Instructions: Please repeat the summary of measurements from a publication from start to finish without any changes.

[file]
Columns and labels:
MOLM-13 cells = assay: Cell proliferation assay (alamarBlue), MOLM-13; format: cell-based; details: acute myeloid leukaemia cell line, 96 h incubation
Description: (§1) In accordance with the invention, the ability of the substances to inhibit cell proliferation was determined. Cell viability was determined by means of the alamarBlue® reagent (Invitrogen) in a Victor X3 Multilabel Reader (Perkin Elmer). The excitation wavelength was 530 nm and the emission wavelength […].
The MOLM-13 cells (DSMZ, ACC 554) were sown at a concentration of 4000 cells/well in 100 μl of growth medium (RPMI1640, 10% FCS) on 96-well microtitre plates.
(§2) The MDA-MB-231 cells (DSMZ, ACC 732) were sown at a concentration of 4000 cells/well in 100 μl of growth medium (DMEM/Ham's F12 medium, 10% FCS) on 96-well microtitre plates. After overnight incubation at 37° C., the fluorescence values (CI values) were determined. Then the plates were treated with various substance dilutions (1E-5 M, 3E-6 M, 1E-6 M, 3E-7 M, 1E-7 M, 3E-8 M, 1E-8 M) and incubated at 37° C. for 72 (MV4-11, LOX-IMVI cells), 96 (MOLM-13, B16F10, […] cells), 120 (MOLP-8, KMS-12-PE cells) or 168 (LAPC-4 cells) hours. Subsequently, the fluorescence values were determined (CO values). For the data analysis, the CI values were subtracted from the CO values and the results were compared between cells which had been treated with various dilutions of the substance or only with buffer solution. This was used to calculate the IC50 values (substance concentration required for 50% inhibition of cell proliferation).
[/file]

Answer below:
Columns and labels:
MOLM-13 cells = assay: Cell proliferation assay (alamarBlue), MOLM-13; format: cell-based; details: acute myeloid leukaemia cell line, 96 h incubation
Description: (§1) In accordance with the invention, the ability of the substances to inhibit cell proliferation was determined. Cell viability was determined by means of the alamarBlue® reagent (Invitrogen) in a Victor X3 Multilabel Reader (Perkin Elmer). The excitation wavelength was 530 nm and the emission wavelength […].
The MOLM-13 cells (DSMZ, ACC 554) were sown at a concentration of 4000 cells/well in 100 μl of growth medium (RPMI1640, 10% FCS) on 96-well microtitre plates.
(§2) The MDA-MB-231 cells (DSMZ, ACC 732) were sown at a concentration of 4000 cells/well in 100 μl of growth medium (DMEM/Ham's F12 medium, 10% FCS) on 96-well microtitre plates. After overnight incubation at 37° C., the fluorescence values (CI values) were determined. Then the plates were treated with various substance dilutions (1E-5 M, 3E-6 M, 1E-6 M, 3E-7 M, 1E-7 M, 3E-8 M, 1E-8 M) and incubated at 37° C. for 72 (MV4-11, LOX-IMVI cells), 96 (MOLM-13, B16F10, […] cells), 120 (MOLP-8, KMS-12-PE cells) or 168 (LAPC-4 cells) hours. Subsequently, the fluorescence values were determined (CO values). For the data analysis, the CI values were subtracted from the CO values and the results were compared between cells which had been treated with various dilutions of the substance or only with buffer solution. This was used to calculate the IC50 values (substance concentration required for 50% inhibition of cell proliferation).